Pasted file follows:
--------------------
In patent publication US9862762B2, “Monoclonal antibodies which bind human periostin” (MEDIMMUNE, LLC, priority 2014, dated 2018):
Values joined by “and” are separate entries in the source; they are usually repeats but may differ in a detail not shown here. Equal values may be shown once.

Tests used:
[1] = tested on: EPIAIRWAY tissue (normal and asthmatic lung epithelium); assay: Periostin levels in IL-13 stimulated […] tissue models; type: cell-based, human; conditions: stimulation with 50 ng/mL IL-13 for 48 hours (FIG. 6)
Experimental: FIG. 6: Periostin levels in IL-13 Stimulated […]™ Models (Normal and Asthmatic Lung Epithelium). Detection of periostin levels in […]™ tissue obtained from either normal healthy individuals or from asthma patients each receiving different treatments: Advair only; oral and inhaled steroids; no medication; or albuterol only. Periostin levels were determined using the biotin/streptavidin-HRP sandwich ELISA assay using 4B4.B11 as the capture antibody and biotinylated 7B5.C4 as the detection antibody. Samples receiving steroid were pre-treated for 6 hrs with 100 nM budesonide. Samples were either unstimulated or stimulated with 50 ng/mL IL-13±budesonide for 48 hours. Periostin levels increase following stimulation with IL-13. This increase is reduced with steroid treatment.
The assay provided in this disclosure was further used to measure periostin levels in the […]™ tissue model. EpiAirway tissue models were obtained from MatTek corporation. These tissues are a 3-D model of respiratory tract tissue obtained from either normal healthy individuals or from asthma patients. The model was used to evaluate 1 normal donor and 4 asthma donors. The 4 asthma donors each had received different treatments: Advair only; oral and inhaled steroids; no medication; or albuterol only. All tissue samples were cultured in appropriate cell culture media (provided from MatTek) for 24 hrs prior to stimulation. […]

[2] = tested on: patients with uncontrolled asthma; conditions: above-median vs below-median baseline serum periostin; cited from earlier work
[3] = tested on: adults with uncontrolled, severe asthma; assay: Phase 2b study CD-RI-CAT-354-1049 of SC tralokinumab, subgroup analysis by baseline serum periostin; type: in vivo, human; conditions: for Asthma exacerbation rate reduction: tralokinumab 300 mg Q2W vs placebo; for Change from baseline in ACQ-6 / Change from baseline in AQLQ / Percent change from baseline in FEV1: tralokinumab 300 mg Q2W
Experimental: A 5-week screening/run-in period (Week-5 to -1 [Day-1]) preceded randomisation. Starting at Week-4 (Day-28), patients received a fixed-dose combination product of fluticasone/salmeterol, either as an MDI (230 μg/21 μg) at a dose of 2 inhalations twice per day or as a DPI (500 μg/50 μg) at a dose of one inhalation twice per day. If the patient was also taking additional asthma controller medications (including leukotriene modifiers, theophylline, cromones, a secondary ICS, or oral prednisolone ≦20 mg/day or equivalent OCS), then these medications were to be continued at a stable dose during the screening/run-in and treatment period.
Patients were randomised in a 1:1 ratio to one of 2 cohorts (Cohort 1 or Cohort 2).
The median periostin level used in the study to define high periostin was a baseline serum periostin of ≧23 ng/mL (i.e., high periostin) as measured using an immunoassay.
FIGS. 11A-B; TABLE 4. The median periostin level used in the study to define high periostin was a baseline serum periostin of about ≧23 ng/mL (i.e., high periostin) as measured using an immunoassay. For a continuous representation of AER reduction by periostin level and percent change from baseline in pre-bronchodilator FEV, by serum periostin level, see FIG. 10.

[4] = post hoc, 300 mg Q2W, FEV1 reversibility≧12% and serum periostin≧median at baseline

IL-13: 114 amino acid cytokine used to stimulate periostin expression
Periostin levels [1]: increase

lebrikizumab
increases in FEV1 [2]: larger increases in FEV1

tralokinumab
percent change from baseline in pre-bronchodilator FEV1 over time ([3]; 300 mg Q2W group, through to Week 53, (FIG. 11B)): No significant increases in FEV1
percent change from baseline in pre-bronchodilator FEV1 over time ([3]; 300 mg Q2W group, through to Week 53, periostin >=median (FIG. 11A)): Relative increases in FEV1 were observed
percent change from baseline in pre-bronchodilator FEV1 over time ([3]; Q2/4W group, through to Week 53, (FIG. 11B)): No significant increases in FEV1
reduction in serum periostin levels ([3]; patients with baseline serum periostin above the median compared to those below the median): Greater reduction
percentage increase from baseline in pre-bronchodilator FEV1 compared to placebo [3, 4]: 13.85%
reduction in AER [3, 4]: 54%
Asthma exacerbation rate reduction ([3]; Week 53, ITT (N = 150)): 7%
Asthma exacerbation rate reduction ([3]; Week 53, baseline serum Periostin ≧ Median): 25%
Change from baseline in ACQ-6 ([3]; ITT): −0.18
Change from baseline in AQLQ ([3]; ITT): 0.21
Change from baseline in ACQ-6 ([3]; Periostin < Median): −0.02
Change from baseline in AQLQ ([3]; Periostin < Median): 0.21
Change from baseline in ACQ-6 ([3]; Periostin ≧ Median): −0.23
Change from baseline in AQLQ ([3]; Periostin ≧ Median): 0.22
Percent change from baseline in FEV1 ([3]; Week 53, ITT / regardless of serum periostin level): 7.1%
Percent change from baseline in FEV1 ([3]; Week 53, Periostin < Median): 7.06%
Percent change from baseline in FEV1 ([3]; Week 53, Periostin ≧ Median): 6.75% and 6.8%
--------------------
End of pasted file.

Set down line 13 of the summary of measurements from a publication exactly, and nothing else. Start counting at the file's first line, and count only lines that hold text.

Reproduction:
[4] = post hoc, 300 mg Q2W, FEV1 reversibility≧12% and serum periostin≧median at baseline